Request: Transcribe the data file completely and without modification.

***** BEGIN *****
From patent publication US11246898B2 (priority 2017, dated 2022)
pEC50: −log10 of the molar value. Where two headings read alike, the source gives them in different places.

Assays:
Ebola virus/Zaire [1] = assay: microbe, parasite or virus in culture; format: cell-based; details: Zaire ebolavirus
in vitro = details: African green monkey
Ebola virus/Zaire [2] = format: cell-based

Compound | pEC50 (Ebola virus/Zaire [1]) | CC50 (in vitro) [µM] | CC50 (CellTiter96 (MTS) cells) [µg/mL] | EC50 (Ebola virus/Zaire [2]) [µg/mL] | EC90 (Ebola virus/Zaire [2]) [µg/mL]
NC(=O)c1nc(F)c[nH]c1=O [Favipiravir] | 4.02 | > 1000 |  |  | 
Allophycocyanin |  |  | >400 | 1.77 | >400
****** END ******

From patent publication US11246898B2 (priority 2017, dated 2022)
pEC50: −log10 of the molar value. Where two headings read alike, the source gives them in different places.

Assays:
Ebola virus/Zaire [1] = assay: microbe, parasite or virus in culture; format: cell-based; details: Zaire ebolavirus
in vitro = details: African green monkey
Ebola virus/Zaire [2] = format: cell-based

Compound | pEC50 (Ebola virus/Zaire [1]) | CC50 (in vitro) [µM] | CC50 (CellTiter96 (MTS) cells) [µg/mL] | EC50 (Ebola virus/Zaire [2]) [µg/mL] | EC90 (Ebola virus/Zaire [2]) [µg/mL]
NC(=O)c1nc(F)c[nH]c1=O [Favipiravir] | 4.02 | > 1000 |  |  | 
Allophycocyanin |  |  | >400 | 1.77 | >400